Nightmare for foreign students

Trump’s move is short-sighted driven by political motivations to push a hate-filled narrative in an election year

AuthorPublished: 9th Jul 2020  12:00 amUpdated: 8th Jul 2020  7:58 pm

Thousands of foreign students pursuing higher education in universities across the United States are staring at an uncertain future with the Trump administration coming up with another shocker, saying it would not allow them to remain in the country if all of their classes are moved online in the wake of the coronavirus crisis. Indian and Chinese students, who constitute a major chunk of the international student community, will have to bear the brunt if such a preposterous policy is implemented. This is clearly an attempt by Trump to pander to the extreme right-wing and anti-immigrant forces among his supporters ahead of the November presidential elections. The recent move to suspend the H-1B and L-1 visas, in the face of mounting job losses, must also be seen in this context. Immigrants have been soft targets for the maverick Republican whose campaign for re-election rests on fuelling xenophobia. As per the rule proposed by the US Immigration and Customs Enforcement, universities with a hybrid system of in-person and online classes will have to show that foreign students are taking as many in-person classes as possible, to maintain their F-1 visa status. Otherwise, the State Department will not issue visas to the students nor will the US Customs and Border Protection permit them to enter the country. There were more than one million international students in the US for the 2018-19 academic year, accounting for 5.5% of the total enrolments in higher education.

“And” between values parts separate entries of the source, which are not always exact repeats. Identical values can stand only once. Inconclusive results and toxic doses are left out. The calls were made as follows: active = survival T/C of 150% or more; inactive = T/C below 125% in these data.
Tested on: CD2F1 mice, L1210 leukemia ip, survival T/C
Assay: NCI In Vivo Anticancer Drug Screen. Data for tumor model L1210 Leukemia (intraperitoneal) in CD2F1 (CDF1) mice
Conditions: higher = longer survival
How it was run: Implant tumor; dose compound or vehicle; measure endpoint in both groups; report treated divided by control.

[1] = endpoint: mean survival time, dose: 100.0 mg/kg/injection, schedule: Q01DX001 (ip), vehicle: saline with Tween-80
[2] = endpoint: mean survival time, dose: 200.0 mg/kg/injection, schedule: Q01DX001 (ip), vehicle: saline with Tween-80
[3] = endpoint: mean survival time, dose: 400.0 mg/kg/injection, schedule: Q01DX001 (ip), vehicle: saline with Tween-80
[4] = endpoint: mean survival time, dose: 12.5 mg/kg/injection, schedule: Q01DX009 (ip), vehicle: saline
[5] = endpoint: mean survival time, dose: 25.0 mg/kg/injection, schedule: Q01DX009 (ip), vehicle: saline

International students contributed $44.7 billion to the US economy in 2018. The latest restriction is a short-sighted and unethical move driven by political motivations to push a hate-filled narrative in an election year. It contributes to the growing sense of perceived protectionism by the Trump administration. By making immigration increasingly complicated even for its most highly skilled applicants, the United States risks permanently jeopardising its ability to attract the best and brightest from around the world. However, a strong pushback being mounted by the universities offers hope for the students. The legal teams at the universities, which are popular destinations for international students, are working to ensure that the immigration status of such students is protected. Some of the options being explored include adopting a hybrid model of online and in-person instruction for classes through the semester or enrolling international students in research-based courses that involve working on projects in university’s labs. Already, Indian students have been hit hard following the outbreak of the pandemic. Several companies have rescinded the on-campus job offers and internship assignments in the midst of deepening economic crisis. This has taken a heavy toll on the finances of students — a majority of them go for bank loans to pursue higher studies.


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